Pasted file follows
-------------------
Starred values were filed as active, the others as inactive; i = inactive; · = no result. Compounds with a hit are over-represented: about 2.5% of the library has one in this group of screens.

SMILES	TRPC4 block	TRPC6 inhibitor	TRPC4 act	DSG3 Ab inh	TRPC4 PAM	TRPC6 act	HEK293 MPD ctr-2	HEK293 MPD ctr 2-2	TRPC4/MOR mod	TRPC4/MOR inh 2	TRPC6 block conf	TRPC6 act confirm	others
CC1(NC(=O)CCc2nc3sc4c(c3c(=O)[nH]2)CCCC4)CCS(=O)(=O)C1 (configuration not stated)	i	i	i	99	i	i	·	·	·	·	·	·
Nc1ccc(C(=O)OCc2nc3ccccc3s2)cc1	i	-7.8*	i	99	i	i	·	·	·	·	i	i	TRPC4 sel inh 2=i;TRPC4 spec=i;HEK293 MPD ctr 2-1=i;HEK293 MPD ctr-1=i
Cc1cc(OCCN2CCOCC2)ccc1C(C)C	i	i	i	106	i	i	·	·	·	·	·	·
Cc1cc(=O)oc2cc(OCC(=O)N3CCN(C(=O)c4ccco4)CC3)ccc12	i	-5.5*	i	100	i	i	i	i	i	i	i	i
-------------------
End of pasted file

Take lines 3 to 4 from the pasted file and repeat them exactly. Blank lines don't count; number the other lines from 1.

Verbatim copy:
CC1(NC(=O)CCc2nc3sc4c(c3c(=O)[nH]2)CCCC4)CCS(=O)(=O)C1 (configuration not stated)	i	i	i	99	i	i	·	·	·	·	·	·
Nc1ccc(C(=O)OCc2nc3ccccc3s2)cc1	i	-7.8*	i	99	i	i	·	·	·	·	i	i	TRPC4 sel inh 2=i;TRPC4 spec=i;HEK293 MPD ctr 2-1=i;HEK293 MPD ctr-1=i